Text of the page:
Arsenal 1-0 Udinese
The Short Report
Life without Cesc began with a crucial win, but a far from convincing performance. Theo Walcott’s early goal was as good as it got and we managed to hold onto the lead despite coming under severe pressure from a dangerous Udinese side. If last night was nerve-wracking, then next week’s return leg promises to be positively terrifying.
The AL Report
The first home match of the season is usually a festive occasion; all about renewing routines and acquaintances. This year’s curtain-raiser at the Emirates had an all-together more charged atmosphere as we found ourselves immediately plunged into a crucial tie that will define our season.
This is the fifth time we have had to qualify for the Champions League via the play-offs, but never before have we had to face a team from one of Europe’s top leagues. Coming to London with a reputation for incisive, attacking football, Udinese have endured a turbulent summer and like us, have seen their star player depart for Barcelona.
We took to the field with a line-up that had a Carling Cup feel to it. Marouane Chamakh was given a start in place of the suspended new skipper Robin van Persie, whilst Theo Walcott was given the nod ahead of Andrey Arshavin.
Over the last few months, our support has become splintered and divided like never before, yet everyone fully got behind the team from the start, as if sensing that this was the time they needed us most.
They were rewarded by a lovely early goal, which certainly helped the mood. Bacary Sagna’s excellent ball over the top set Aaron Ramsey racing clear on the right wing. His quick ball into the box was met on the volley by Theo. With just four minutes on the clock, expectations were raised that this could be another routine passage through to the group stages.
If the goal gave the crowd any false sense of security, they were soon shaken out of it as Antonio di Natale’s rattled off the bar. The Italians were quickly presented with another chance to equalise when Pablo Armero was inexplicably allowed to run 50 yards through the midfield unchallenged. Wojciech Szczesny denied him with a superb point-blank save and it wouldn’t be the last time he would be called into action.
We always looked vulnerable to an Udinese counter-attack and our midfield lacked both power and creativity. Just before the break, the veteran Di Natale threatened again with his shot going just wide of the post.
At half-time, a hamstring injury to Kieran Gibbs prompted a defensive reshuffle, with Johan Djourou coming on and Thomas Vermaelen moved to left-back. Just moments later, Djourou pulled up and was replaced by Carl Jenkinson. It was a tough baptism for the 19 year old. At Christmas he had been playing in the Conference and now he found himself involved in the biggest competition in club football.
Udinese gradually began to take control of the game. We gave the ball away cheaply and suffered some extremely nervy moments, not least when Szczesny was forced into another excellent save from a Di Natale free-kick.
We had chances of our own towards the end and Walcott could have had a hat-trick had he not squandered two glorious chances. The first was an infuriating fluffed chip and the second came about after an excellent run by the lively Gervinho. The Ivorian skipped past two players before threading a lovely pass through to Theo, who could only hit it straight at the keeper.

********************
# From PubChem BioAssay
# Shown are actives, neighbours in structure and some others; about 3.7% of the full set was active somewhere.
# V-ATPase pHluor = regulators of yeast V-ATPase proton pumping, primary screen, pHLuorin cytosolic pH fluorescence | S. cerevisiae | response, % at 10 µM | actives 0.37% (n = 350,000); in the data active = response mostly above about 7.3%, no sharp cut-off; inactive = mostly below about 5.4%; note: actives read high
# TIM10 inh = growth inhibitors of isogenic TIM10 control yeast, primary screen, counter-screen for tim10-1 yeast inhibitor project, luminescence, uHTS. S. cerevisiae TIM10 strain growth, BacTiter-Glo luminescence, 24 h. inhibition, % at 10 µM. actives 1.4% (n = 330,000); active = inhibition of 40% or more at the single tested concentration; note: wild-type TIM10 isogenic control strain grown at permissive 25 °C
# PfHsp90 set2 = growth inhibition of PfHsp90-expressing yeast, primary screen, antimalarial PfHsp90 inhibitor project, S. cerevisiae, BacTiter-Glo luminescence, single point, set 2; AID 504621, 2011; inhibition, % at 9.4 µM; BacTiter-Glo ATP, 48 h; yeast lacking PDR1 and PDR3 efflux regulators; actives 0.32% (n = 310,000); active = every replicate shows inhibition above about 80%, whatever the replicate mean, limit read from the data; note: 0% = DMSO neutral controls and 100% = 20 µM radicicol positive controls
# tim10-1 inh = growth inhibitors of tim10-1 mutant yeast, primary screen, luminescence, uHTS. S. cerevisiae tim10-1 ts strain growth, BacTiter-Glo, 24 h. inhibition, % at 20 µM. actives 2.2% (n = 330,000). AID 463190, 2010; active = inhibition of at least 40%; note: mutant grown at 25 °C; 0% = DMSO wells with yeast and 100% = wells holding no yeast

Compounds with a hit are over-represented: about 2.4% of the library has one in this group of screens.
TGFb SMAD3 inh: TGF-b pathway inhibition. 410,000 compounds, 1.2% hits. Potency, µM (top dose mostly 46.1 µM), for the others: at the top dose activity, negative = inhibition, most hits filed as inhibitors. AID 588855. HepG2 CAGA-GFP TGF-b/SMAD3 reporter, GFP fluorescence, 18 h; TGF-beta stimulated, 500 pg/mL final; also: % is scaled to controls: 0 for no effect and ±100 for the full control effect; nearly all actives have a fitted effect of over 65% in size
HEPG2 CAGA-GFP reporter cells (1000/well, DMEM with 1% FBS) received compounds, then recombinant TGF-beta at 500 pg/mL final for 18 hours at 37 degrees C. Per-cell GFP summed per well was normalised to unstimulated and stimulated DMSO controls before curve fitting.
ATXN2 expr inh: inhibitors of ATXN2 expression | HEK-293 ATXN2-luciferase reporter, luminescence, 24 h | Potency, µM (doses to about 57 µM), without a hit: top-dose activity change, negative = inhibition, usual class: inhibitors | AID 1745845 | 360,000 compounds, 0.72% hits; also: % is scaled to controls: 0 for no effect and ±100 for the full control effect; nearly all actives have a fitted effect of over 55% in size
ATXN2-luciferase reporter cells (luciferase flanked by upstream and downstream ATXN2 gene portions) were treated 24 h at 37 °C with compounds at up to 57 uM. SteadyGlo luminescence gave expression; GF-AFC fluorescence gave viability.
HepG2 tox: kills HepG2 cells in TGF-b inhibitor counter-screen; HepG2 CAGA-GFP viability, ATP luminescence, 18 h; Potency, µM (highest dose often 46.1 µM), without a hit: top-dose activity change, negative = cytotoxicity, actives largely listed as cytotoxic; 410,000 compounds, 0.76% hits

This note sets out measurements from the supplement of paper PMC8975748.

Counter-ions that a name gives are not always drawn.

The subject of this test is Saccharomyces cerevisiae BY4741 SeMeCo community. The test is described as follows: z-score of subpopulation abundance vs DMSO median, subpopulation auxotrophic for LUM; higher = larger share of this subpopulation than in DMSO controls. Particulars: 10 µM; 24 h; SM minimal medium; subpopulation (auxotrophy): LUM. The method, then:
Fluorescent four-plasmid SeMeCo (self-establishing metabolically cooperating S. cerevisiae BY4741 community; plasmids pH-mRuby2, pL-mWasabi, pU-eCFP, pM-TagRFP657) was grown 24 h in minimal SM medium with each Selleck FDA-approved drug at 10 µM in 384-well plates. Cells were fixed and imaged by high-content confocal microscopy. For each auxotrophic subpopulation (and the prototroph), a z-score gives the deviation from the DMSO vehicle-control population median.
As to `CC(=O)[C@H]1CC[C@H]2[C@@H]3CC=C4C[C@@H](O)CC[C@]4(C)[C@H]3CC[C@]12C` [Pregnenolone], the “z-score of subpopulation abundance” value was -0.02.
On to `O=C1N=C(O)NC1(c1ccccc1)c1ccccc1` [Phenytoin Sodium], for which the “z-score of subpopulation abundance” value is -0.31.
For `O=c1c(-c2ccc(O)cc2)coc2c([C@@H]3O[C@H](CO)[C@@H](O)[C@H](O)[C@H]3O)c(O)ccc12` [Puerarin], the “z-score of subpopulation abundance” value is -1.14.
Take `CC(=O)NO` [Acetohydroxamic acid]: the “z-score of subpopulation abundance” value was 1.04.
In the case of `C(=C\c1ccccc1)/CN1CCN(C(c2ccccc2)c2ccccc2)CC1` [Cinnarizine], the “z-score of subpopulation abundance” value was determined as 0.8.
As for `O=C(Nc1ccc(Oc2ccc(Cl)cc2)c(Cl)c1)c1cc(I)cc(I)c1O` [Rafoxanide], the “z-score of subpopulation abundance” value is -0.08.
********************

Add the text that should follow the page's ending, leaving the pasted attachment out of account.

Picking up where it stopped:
The final whistle was greeted with relief tempered with the knowledge that a single goal doesn’t leave us much of an advantage to take to Italy next week.
The most worrying thing was that we looked toothless in attack. Chamakh was a forlorn presence up front, failing to hold the ball up and easily getting robbed of possession. Thankfully Robin van Persie will be back for the return leg, but will he be joined by those much needed reinforcements by then?
Next up: Big-spending Liverpool come to town for a Saturday lunchtime kick-off.
Man of the Match
Wenger may have problems to address all over the pitch, but in Wojciech Szczesny, he looks to have finally nailed one of the most troubling positions of all. He was simply outstanding last night. Calm, authoritative and decisive, he made two crucial saves in each half, which ensured that we go to Italy with something to protect.
With Robin van Persie missing because of his extraordinary dismissal at the Nou Camp in March, all eyes were on Marouane Chamakh to lead the line. Utterly bereft of confidence, the Moroccan failed to provide any kind of goal threat and gave the ball away alarmingly often. In this kind of form, the thought of him being the main back-up to the famously brittle van Persie will send a shiver down the spine of every Gooner.
Moan of the Match
If volleying home Aaron Ramsey’s cross was Theo Walcott at his instinctive best, a moment late in the second half summed up what can him such a frustrating player. Running onto a defence-splitting pass from Ramsey, he was caught in two minds and attempted a ludicrous chip which dribbled away to the keeper. The chance he missed afterwards was even more straightforward, when he sidefooted straight at the keeper. Let’s just hope his wastefulness doesn’t come back to haunt us next week.
The Final Word
Just two games in and our already threadbare squad is plagued with injuries and suspensions, which could derail our season before it properly gets started. Despite that, we managed to get a win last night and deny Udinese the away goal that they looked capable of getting any time.
Reinforcements have to arrive soon because right now we are just flying by the seat of our pants. Failing to qualify for the Champions League is unthinkable, yet remains a chilling possibility.
2011-12 | Match Reports